Late at Night…..

I really enjoy the quiet time late at night when everyone is in bed. The dog has finally chosen his place to lay down…(read under the table all most on top of my feet…:)) and the bird has fluffed herself up and is asleep in her little corner of her cage.

I will quite often go to this blog and pull it up just to listen to the song she has linked. I cannot listen to that song with out my eyes welling up in tears. That song has carried me thru so much in my life. It is even more poignant when you know the story behind the song.

In case you don’t know the story behind “It Is Well With My Soul” allow me to share it with you……As you read the story, click on the link above (open in a new tab) then allow the song to play in the background as you read………..

Perhaps no other Gospel song has proven what the longevity of a scripturally based song can be, as has “It Is Well With My Soul.” Yet it was written over 100 years ago in 1873.

I’ll relay the story of it’s writing as it was told to me back in the early 1940’s by George C. Stebbins, an associate of D.L. Moody and a man who knew both Horatio Spafford and Philip P. Bliss, the writers of this song.

“Mr. Spafford was a well-known Christian lawyer, in Chicago, who also had great holdings in real estate in the fast growing frontier town. He had been led into a deeper dedication of his life and wealth to the Lord through his association with D.L. Moody and Henry Moorehouse, the English Bible teacher who had come to Chicago and had preached seven sermons on John 3:16. In 1871 the great tragedy of fire struck Chicago and in a matter of a few hours much of Mr. Spafford’s real estate holdings were nothing but ashes. This proved a real test for him, but little did he know there would be a far greater testing for him in the not-too-distant future,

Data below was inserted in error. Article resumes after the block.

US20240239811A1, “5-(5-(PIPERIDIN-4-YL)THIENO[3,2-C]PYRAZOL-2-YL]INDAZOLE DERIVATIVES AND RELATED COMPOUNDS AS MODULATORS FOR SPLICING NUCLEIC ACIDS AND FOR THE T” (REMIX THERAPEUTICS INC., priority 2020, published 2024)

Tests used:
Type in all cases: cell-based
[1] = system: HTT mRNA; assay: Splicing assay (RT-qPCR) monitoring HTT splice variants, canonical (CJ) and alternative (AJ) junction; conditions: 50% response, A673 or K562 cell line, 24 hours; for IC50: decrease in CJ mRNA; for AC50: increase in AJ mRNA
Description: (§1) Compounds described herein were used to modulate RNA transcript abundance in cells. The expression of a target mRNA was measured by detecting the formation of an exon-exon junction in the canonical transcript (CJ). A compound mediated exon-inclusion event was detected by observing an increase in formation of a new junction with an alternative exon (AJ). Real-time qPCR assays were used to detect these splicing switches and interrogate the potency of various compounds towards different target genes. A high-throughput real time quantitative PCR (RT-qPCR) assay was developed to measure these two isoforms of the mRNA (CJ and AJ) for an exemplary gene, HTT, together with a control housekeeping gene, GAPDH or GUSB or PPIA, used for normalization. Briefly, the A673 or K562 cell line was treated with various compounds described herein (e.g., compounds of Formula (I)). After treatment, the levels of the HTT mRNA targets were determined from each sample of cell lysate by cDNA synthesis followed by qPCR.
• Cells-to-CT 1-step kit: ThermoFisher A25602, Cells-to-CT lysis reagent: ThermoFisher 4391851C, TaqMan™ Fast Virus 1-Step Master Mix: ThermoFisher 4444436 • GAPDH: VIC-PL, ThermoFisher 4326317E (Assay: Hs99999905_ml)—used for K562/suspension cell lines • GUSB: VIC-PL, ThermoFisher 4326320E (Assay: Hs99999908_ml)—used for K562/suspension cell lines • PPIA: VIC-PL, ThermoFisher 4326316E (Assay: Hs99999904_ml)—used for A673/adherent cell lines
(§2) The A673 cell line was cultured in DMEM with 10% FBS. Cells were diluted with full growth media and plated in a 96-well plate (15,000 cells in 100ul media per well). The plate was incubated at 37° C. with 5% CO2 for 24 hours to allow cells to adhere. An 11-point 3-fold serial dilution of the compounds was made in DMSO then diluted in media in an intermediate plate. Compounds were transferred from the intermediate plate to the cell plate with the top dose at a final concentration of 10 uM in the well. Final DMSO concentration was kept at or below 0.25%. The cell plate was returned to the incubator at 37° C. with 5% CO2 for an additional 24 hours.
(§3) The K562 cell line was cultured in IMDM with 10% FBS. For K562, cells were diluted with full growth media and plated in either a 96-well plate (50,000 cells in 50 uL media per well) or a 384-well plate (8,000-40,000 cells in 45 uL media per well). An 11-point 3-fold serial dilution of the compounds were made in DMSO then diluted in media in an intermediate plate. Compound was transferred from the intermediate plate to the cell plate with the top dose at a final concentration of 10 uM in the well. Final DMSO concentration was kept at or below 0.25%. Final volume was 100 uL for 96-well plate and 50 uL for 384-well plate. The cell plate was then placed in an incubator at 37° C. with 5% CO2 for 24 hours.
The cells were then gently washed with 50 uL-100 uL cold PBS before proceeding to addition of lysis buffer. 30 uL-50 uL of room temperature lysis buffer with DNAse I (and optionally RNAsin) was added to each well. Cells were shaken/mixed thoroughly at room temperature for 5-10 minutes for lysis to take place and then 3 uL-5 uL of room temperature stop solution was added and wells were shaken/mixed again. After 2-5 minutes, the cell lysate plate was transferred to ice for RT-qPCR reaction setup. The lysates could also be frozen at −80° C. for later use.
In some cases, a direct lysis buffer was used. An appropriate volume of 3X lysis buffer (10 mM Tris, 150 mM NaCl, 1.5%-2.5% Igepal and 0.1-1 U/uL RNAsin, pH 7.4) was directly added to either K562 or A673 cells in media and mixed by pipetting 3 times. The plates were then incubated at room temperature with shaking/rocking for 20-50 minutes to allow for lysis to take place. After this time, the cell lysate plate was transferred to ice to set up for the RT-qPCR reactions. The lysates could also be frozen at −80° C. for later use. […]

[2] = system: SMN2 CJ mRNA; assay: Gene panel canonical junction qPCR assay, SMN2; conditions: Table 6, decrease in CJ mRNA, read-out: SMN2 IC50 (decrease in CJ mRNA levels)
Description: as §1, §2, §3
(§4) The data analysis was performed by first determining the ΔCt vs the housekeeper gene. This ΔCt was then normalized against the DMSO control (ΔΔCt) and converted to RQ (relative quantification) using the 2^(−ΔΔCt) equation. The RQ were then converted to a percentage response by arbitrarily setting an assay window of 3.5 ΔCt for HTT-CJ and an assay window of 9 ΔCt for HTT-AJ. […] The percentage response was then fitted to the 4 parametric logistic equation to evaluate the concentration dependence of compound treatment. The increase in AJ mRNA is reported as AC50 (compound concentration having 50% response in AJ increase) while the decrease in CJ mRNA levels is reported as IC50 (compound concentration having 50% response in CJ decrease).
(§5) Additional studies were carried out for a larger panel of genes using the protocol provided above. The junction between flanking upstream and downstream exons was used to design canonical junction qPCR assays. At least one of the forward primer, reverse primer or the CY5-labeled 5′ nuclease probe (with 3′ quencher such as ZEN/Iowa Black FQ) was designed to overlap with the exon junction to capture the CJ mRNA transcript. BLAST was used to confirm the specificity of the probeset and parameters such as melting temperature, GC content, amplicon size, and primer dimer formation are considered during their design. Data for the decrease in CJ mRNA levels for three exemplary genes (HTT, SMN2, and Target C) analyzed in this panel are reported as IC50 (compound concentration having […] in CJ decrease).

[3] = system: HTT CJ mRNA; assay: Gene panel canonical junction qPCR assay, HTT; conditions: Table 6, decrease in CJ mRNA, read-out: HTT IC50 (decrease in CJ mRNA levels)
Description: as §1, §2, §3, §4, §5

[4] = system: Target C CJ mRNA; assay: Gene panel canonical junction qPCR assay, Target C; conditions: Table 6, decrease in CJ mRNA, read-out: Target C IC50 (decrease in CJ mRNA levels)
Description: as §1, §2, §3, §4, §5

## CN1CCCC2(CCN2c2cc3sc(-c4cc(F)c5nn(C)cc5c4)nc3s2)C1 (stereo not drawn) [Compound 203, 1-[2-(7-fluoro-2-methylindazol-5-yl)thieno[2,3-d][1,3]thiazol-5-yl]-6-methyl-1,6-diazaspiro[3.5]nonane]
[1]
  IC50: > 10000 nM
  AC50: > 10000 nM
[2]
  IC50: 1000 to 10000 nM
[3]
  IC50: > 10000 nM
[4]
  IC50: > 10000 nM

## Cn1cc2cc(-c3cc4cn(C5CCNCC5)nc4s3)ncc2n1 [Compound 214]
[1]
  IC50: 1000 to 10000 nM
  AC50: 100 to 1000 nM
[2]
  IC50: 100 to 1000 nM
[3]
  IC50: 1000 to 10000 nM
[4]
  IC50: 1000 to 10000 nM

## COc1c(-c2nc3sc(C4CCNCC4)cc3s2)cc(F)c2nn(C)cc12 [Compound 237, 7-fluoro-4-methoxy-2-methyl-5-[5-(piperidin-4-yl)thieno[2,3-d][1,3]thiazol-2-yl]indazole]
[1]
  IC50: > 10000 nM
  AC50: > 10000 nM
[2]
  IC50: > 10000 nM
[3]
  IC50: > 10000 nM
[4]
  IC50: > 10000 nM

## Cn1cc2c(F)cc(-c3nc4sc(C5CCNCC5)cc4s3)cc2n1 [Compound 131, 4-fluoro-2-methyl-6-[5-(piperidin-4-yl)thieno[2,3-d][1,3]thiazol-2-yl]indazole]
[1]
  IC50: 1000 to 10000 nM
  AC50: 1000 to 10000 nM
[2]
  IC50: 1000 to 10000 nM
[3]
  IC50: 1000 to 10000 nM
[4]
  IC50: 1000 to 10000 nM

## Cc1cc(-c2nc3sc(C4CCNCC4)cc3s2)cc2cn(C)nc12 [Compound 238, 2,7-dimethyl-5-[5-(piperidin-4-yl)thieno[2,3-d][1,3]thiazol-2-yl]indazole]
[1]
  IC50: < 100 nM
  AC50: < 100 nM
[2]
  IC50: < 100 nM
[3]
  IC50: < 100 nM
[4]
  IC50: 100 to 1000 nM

“After the fire, most of young Chicago lay in ruins. The first building erected on the ashes was a building built by Mr. Moody called the North Side Tabernacle. It was at this place that Mr. Spafford kept himself occupied in helping those whose loss in actual money was not as great as his; but, like the widow who gave all, they had lost all. He was fortunate for he still had his law practice, his family, and also has some equity left.

“In November of 1873, some two years after the fire, many of the schools in Chicago had not yet been rebuilt and so Mr. Spafford decided that he would take his family to England where his children could enroll in an English Academy and not be held back in their education.

“Just before they were to leave, a last minute business development made it necessary for Mr. Spafford to remain in Chicago and to send his wife and children on ahead. He would come later, on another ship.

“The Spafford family arrived safely in New York and boarded the ship Villa de Havre. Soon they were on their way to England, but in mid-ocean there was a collision between their ship and an English sailing ship. The Villa de Havre floundered and sank, taking with her to the bottom of the ocean most of those on board, including the Spafford’s four daughters. Mrs. Spafford was found barely conscious but clinging to a piece of wreckage. While aboard the rescue ship which was taking her and the other survivors to England, she was able to draft a short message which was sent to her husband in Chicago. It read, “Saved, alone.”